It’s not just consuming nutrients in the pond, as I said before it is establishing the base of the food chain.

Free floating algae isn’t the only thing growing in the water, there is also phytoplankton establishing its population then will come zooplankton and so on. Using a UV will short circuit establishing a natural balance in the pond.
 
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The algae is consuming your nitrates which is why you are getting a zero reading. Algae is beneficial to the pond as it is establishing itself or even if it gets out of balance down the road. Patience, it will clear on its own.

It’s not just consuming nutrients in the pond, as I said before it is establishing the base of the food chain.

Free floating algae isn’t the only thing growing in the water, there is also phytoplankton establishing its population then will come zooplankton and so on. Using a UV will short circuit establishing a natural balance in the pond.
Thanks for explaining.
How long does it usually take for the water to become crystal clear?

Also since I don't have a skimmer should I be netting out any fallen leaves etc or will it be ok to simply sink to the bottom over time?
 
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You should be removing as many of the fallen leaves as you can because when they decompose they'll only add more ammonia (and eventually nitrates) for the system to deal with which could cause more algae issues in the future.
 
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I am 4 years into converting my swimming pool into a pond. I added mosquito fish first, to avoid that issue. In Florida, we are pretty much choosing between Tilapia and catfish if we want to eat the residents. I started with 100 channel cats, $30 worth. Lost a few to the blue herons and bullfrogs, but we have eaten 20 now and there are about the same number left. They are about 6 lbs now, and unfortunately not self-cleaning. Other than that, they are fun. I had green water for a month or two, but finally gave in to the advice to just shade out the algae. Hyacinths were the cure.... they grow fast and completely covered the pool in about a month. Beautiful blue flowers are a plus. They are cold sensitive, and die back in the winter somewhat. I have to compost lots of them, but they do make good mulch. Now you can see all the way to the bottom, even on the 8 foot deep end. I have a few videos on youtube.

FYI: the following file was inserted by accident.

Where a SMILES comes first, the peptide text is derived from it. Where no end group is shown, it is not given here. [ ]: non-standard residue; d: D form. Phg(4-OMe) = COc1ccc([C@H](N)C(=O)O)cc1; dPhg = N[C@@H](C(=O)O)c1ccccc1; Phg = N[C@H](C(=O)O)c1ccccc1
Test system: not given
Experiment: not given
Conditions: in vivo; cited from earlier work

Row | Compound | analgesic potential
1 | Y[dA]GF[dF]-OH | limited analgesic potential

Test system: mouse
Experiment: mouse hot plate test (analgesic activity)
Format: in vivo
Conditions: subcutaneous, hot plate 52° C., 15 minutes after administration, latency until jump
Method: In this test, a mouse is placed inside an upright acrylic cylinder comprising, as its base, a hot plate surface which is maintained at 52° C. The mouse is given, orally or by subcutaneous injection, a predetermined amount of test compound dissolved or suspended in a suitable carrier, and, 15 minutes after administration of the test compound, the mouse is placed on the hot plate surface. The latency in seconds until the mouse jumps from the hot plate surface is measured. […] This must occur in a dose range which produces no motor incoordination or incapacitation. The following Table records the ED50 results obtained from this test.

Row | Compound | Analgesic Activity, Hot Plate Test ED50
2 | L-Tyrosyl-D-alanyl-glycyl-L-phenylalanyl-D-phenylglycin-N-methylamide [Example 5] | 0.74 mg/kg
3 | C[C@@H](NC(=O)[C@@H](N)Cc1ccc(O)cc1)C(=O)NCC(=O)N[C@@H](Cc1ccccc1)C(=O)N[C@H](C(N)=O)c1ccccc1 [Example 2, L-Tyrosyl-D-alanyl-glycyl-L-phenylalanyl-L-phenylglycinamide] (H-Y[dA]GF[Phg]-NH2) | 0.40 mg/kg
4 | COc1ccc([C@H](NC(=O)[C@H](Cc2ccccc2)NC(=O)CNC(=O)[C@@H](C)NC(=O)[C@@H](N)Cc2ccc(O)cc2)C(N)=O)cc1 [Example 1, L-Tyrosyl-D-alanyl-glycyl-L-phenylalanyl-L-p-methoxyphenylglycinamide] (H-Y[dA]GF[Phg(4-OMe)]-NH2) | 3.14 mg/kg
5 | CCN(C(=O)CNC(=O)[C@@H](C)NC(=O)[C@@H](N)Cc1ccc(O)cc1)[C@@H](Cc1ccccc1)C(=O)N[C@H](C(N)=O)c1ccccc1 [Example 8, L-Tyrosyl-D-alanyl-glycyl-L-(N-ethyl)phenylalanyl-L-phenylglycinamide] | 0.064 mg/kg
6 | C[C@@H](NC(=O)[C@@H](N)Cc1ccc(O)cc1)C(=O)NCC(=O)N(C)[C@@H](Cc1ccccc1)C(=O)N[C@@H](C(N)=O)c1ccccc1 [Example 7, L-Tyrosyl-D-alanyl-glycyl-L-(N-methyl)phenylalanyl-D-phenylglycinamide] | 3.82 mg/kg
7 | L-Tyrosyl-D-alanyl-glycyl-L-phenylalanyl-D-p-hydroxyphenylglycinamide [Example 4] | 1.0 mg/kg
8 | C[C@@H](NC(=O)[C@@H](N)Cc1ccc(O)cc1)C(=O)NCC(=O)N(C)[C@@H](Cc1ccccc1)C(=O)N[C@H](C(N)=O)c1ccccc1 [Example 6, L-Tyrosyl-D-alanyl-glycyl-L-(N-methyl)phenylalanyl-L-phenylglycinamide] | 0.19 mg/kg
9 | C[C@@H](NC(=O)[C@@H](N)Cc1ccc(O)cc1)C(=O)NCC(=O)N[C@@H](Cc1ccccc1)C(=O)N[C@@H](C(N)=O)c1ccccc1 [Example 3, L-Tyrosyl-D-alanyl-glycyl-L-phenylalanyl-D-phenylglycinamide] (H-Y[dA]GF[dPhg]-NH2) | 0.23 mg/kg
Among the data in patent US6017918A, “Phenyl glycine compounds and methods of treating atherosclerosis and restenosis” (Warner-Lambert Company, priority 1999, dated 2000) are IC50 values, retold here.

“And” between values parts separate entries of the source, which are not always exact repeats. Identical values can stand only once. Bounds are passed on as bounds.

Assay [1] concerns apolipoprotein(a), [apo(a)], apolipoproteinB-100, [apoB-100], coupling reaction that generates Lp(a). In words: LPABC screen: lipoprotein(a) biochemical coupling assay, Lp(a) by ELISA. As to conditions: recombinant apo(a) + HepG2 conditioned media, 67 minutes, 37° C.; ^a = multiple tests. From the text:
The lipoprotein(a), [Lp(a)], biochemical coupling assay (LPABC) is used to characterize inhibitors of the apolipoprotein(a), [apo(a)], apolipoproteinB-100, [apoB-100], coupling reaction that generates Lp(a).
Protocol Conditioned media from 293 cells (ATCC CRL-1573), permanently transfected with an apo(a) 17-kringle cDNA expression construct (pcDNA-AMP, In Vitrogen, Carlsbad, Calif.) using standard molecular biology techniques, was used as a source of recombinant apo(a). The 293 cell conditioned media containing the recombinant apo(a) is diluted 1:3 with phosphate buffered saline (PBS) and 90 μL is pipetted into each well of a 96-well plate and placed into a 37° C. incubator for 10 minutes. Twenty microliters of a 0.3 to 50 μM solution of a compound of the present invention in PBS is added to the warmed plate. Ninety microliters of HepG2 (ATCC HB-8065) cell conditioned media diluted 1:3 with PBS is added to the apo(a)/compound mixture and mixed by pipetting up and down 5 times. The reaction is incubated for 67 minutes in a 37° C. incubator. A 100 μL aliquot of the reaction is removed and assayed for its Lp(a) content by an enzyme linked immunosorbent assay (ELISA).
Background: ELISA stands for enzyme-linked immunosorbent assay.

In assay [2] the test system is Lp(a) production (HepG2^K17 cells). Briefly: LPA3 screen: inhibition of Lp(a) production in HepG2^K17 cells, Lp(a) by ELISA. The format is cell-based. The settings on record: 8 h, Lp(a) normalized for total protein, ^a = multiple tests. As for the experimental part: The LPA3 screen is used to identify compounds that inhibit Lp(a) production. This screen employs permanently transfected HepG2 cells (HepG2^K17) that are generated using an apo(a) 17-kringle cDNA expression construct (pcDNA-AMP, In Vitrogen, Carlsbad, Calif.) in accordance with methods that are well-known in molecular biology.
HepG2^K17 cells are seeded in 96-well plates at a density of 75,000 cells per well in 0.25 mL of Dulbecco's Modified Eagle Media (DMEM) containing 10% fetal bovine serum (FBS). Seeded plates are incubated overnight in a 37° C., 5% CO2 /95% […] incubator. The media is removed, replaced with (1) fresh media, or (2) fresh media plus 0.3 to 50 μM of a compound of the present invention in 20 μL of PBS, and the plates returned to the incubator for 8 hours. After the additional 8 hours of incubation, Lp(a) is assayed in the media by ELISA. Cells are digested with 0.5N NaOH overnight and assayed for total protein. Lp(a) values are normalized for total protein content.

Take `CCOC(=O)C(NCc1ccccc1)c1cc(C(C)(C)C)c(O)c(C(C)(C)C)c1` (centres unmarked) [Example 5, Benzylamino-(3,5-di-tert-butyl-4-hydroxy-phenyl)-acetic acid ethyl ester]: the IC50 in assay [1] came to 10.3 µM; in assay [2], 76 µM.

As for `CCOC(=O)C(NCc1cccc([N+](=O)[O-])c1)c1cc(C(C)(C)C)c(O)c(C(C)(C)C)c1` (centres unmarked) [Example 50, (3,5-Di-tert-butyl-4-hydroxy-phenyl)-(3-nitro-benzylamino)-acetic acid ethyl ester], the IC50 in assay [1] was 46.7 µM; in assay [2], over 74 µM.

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I am 4 years into converting my swimming pool into a pond. I added mosquito fish first, to avoid that issue. In Florida, we are pretty much choosing between Tilapia and catfish if we want to eat the residents. I started with 100 channel cats, $30 worth. Lost a few to the blue herons and bullfrogs, but we have eaten 20 now and there are about the same number left. They are about 6 lbs now, and unfortunately not self-cleaning. Other than that, they are fun. I had green water for a month or two, but finally gave in to the advice to just shade out the algae. Hyacinths were the cure.... they grow fast and completely covered the pool in about a month. Beautiful blue flowers are a plus. They are cold sensitive, and die back in the winter somewhat. I have to compost lots of them, but they do make good mulch. Now you can see all the way to the bottom, even on the 8 foot deep end. I have a few videos on youtube.
Would you mind posting the links, @macktyner?